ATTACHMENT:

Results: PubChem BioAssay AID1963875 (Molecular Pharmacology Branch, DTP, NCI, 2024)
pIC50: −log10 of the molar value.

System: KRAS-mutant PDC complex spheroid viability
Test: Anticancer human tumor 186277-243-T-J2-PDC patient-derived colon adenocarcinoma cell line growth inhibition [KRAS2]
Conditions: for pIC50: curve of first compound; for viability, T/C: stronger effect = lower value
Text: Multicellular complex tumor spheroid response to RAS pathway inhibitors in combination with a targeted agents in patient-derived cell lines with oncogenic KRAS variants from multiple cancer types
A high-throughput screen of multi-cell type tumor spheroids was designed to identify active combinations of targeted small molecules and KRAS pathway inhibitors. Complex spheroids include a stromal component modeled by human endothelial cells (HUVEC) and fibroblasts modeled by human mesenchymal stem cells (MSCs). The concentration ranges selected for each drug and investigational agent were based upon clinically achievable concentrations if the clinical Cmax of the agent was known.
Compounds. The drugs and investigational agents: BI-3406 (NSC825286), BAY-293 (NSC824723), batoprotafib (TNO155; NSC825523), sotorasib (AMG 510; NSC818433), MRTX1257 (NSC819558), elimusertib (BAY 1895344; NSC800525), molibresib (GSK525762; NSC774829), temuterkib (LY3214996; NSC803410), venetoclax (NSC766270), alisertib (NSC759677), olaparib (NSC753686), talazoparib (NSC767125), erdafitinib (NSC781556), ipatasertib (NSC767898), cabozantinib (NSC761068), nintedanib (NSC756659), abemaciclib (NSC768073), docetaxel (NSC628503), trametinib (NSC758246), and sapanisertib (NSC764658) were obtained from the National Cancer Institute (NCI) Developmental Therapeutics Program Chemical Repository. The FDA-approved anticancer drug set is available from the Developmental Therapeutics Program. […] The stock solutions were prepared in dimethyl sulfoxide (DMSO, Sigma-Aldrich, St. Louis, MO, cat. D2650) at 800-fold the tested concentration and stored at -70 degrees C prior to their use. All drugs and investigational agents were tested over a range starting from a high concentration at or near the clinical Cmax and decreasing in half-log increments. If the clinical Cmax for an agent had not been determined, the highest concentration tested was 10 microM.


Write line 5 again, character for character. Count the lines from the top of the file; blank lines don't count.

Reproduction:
Conditions: for pIC50: curve of first compound; for viability, T/C: stronger effect = lower value